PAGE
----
Asked about the timing on the completion of the Central Water Integration Pipeline, Clouse said it was “irrelevant” and that SAWS would have needed to flush the water regardless of when Vista Ridge started flowing.

“If the tunnel was ready, I would still tell the [SAWS] board, and I did tell the board, even before all this blew up, I would still follow this same step-wise manner,” Clouse said.

In a separate July 17 letter to the Texas Commission on Environmental Quality, the State’s environmental regulator, the Post Oak board asked the TCEQ to investigate whether SAWS lawfully discharged the water.

In an email on Monday, TCEQ spokesman Brian McGovern said the agency is reviewing the information Post Oak provided.

“The groundwater permits issued by the district call for the full permitted amount of water to be used for a beneficial purpose and not wasted,” McGovern said. “[SAWS] receives this groundwater via the Vista Ridge pipeline. TCEQ regulates the diversion and use of surface waters of the state but does not regulate groundwater production or use.”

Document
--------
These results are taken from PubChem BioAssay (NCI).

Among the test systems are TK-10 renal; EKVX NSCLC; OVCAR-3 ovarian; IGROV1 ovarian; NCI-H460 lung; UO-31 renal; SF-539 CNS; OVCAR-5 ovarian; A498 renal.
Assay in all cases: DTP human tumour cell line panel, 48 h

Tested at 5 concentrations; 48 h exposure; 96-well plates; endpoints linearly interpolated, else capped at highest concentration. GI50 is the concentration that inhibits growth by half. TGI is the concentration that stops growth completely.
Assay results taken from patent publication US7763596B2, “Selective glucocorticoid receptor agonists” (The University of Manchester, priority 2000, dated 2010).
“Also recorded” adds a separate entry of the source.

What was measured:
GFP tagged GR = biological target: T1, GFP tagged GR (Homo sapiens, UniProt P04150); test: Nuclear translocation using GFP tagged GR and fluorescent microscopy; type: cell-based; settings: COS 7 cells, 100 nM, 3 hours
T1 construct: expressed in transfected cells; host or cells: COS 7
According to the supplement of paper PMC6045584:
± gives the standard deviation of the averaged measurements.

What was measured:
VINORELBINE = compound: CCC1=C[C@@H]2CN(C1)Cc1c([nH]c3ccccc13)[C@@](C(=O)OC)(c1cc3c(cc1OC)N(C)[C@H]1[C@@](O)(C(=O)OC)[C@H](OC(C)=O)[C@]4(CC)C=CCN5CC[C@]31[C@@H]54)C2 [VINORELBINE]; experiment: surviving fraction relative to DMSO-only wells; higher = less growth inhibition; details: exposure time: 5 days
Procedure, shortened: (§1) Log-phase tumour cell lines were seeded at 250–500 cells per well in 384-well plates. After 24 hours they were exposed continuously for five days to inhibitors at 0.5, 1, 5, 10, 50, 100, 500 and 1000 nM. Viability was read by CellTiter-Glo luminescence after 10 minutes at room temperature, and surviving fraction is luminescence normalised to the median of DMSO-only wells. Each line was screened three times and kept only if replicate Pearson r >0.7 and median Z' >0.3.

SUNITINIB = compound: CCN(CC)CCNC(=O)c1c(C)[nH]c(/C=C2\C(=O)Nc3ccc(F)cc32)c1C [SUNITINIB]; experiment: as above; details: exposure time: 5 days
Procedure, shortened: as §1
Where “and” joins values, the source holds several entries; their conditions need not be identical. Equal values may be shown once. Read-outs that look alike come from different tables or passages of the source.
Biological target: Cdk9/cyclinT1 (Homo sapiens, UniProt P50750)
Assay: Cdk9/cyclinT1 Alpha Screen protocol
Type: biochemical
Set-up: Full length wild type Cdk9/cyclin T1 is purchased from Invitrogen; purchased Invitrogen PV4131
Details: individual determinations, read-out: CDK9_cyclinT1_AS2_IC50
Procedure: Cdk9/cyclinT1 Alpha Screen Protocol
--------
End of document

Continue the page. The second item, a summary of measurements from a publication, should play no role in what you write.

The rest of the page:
The Post Oak board reserved its strongest language for Cummings, whose company was before the district in February seeking an increase in its permit volume by 1.6 billion additional gallons per year. The board granted the request.

“This board has always had heightened concerns relative to waste of the groundwater and several board members are now lasered into the waste of this water,” the Post Oak letter to Cummings states. “These concerns seem well-founded since Vista Ridge or any other entity with an ownership interest in the permit or the water transported to SAWS was nowhere to be found when this disposal was occurring.”

Brendan Gibbons is a former senior reporter at the San Antonio Report. He is an environmental journalist for Oil & Gas Watch.